Since the world paused in 2020, 1.1 million women left the labor force and have yet to return. The gig economy has grown exponentially since the pandemic began, and the traditional 5-day work week feels like it’s becoming a thing of the past.
The pandemic hurt just about everyone, but studies show women were disproportionately affected. This could’ve been due to overrepresentation in the hardest-hit sectors – retail, hospitality, and food service – or because women were more likely to leave their jobs to take care of their children when public schools closed, and childcare was difficult to find. Many women found themselves joining the world of gig work to get by.
Women are initially attracted to independent contract work because it offers flexibility not found in traditional employment, but there are longer-term benefits as well. A recent study by Indeed confirmed women favor flexibility over stability. In the same poll, 54% said their overall income increased when they switched to gig work. It’s no wonder the study recorded that 50% of women who shifted to contract work reported enhanced mental health. Given these benefits, the 46% of the women that make up the independent contracting workforce, according to the American Action Forum study, is expected to continue growing.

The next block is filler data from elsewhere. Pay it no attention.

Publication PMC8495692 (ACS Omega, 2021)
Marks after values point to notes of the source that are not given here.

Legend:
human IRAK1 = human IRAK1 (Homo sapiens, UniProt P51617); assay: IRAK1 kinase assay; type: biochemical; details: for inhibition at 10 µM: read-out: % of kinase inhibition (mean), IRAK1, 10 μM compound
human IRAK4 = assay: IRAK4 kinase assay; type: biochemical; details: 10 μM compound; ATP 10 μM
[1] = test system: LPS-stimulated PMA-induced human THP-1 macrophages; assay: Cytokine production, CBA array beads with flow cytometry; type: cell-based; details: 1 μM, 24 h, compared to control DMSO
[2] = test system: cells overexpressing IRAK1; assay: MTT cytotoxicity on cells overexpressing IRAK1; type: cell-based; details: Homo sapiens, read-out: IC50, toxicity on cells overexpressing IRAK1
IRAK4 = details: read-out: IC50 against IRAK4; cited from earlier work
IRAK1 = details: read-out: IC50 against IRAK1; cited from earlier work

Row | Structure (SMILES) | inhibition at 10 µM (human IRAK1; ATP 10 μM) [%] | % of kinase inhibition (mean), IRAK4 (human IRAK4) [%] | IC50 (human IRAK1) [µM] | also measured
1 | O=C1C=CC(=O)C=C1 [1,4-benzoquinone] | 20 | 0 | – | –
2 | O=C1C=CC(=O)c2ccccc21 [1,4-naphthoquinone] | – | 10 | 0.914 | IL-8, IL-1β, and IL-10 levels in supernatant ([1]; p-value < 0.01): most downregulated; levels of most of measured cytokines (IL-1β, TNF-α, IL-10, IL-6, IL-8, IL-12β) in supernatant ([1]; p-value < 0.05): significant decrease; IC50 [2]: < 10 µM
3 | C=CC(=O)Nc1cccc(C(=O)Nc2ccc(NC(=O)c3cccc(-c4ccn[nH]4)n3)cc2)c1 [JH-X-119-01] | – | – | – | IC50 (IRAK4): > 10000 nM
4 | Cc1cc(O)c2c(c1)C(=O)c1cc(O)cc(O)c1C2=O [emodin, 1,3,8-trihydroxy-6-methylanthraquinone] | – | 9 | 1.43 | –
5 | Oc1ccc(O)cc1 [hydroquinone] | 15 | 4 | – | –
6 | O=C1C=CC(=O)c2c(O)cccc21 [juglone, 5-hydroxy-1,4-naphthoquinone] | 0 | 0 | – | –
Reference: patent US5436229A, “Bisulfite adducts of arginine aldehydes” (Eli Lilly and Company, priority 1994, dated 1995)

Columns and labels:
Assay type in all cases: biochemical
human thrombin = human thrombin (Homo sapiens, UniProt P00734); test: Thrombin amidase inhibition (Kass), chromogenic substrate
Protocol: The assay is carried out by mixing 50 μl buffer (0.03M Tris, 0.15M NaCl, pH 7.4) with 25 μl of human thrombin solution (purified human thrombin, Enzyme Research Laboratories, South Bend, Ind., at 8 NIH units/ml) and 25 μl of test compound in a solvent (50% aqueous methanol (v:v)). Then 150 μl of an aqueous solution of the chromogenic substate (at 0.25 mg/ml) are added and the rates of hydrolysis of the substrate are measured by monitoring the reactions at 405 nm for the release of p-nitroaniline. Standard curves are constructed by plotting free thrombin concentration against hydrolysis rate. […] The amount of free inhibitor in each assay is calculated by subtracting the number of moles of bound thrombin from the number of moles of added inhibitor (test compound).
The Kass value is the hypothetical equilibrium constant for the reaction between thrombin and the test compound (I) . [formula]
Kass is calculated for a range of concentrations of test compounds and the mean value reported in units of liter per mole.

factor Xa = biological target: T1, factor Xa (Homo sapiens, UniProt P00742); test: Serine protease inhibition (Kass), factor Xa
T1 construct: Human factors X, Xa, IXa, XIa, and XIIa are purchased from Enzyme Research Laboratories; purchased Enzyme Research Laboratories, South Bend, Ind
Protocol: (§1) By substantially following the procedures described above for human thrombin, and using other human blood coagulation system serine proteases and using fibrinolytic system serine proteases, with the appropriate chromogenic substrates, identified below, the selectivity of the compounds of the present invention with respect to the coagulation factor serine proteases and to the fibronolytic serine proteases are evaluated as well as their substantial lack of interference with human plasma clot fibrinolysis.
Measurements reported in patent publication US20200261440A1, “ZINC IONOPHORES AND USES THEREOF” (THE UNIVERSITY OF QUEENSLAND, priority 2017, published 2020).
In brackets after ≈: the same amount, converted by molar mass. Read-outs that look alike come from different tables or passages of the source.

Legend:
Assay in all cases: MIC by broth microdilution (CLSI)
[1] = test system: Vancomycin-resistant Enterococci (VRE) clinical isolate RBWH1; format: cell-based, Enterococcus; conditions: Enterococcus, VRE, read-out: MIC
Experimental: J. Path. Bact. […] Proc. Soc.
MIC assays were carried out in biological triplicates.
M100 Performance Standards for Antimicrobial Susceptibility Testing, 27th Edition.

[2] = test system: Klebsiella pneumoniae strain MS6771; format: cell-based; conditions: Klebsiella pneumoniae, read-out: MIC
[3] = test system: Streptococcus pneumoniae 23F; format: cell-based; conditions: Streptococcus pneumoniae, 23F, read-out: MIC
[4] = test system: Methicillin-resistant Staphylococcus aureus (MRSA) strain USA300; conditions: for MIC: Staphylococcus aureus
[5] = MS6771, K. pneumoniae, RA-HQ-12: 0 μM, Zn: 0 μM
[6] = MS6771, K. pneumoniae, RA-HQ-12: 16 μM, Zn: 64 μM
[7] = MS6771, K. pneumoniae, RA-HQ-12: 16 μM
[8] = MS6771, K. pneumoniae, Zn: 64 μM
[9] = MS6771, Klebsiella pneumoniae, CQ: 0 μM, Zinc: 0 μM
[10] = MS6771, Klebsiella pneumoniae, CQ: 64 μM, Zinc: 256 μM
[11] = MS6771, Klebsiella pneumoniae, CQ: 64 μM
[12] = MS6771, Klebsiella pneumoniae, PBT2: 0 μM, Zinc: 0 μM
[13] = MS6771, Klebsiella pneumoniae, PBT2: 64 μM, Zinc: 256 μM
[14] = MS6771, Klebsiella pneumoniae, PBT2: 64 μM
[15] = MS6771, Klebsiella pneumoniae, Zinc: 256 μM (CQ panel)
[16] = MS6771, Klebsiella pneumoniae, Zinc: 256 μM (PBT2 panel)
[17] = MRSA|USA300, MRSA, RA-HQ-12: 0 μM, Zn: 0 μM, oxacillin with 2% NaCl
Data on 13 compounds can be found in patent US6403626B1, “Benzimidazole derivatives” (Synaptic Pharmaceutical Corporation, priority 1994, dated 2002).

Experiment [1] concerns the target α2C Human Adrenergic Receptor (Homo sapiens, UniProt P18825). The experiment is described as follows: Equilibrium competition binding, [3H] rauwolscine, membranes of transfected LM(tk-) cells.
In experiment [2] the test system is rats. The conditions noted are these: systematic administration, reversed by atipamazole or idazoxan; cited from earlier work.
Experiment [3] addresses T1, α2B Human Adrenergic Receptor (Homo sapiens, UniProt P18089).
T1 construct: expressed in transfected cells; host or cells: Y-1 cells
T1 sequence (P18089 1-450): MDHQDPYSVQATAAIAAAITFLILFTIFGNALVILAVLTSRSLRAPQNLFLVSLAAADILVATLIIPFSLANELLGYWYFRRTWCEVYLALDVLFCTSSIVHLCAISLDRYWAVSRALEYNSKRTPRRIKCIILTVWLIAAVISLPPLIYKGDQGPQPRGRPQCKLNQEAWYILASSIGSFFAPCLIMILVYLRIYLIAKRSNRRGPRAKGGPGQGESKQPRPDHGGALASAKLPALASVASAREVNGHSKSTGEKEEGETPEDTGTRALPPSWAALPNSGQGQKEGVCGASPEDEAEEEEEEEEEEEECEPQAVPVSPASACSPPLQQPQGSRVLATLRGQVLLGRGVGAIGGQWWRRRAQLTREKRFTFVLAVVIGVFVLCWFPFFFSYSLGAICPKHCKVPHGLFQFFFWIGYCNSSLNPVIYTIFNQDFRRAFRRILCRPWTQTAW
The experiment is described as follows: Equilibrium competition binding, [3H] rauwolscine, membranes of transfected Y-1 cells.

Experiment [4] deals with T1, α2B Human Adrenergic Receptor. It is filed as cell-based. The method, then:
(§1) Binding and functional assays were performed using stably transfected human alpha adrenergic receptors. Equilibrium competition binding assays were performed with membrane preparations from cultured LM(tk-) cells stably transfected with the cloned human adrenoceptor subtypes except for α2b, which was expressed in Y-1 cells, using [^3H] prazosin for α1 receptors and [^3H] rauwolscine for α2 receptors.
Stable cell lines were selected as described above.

As we close out Women’s History Month, it’s interesting to consider that we are living through unprecedented times. Women are doing their best to work and manage financially while maintaining a balanced home life, and it seems the world of independent contracting is the perfect place for them to do just that.